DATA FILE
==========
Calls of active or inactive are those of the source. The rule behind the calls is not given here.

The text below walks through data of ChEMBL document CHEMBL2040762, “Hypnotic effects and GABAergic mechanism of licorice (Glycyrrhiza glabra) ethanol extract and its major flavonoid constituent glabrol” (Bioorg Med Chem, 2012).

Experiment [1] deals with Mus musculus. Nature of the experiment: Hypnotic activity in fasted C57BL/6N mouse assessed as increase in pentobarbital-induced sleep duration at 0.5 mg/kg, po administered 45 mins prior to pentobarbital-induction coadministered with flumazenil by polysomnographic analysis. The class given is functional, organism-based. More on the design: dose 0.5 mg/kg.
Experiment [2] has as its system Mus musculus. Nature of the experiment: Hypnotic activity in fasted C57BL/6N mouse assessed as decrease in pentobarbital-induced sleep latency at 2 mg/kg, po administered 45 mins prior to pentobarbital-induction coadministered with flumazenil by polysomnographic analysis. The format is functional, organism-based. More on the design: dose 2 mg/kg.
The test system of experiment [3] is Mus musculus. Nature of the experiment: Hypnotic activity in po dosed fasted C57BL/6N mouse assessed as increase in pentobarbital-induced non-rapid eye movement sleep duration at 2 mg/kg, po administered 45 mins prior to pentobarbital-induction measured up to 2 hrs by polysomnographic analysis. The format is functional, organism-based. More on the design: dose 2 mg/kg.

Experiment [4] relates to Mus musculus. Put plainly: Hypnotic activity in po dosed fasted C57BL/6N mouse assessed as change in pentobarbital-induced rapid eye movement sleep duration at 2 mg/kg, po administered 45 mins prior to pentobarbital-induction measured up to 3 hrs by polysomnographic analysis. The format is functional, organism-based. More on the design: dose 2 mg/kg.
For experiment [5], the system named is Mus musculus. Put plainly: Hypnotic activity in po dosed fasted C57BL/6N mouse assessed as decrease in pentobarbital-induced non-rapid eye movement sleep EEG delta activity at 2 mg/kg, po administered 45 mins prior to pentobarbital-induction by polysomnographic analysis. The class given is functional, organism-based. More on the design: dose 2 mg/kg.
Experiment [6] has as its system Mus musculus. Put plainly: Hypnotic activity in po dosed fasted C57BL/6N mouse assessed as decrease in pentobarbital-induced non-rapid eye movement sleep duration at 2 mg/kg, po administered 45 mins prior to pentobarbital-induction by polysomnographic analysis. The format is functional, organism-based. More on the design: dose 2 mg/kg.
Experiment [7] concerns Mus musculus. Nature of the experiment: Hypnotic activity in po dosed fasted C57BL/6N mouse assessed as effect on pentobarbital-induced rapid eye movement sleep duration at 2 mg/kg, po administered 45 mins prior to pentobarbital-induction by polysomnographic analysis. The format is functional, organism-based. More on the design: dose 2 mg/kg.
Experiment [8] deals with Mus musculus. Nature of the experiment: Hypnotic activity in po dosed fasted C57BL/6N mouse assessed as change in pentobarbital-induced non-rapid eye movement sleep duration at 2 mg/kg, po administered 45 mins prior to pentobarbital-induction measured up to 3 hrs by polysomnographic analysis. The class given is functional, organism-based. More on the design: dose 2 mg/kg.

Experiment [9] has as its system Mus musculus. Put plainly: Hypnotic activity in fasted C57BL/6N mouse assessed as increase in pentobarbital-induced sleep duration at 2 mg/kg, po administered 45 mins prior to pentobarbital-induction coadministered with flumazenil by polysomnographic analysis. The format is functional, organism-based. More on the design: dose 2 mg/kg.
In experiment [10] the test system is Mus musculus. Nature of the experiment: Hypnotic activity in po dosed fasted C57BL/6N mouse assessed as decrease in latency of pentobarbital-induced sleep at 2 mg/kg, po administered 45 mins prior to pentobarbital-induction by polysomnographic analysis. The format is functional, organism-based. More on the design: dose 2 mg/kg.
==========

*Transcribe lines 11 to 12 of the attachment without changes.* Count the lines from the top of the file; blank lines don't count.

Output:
Experiment [9] has as its system Mus musculus. Put plainly: Hypnotic activity in fasted C57BL/6N mouse assessed as increase in pentobarbital-induced sleep duration at 2 mg/kg, po administered 45 mins prior to pentobarbital-induction coadministered with flumazenil by polysomnographic analysis. The format is functional, organism-based. More on the design: dose 2 mg/kg.
In experiment [10] the test system is Mus musculus. Nature of the experiment: Hypnotic activity in po dosed fasted C57BL/6N mouse assessed as decrease in latency of pentobarbital-induced sleep at 2 mg/kg, po administered 45 mins prior to pentobarbital-induction by polysomnographic analysis. The format is functional, organism-based. More on the design: dose 2 mg/kg.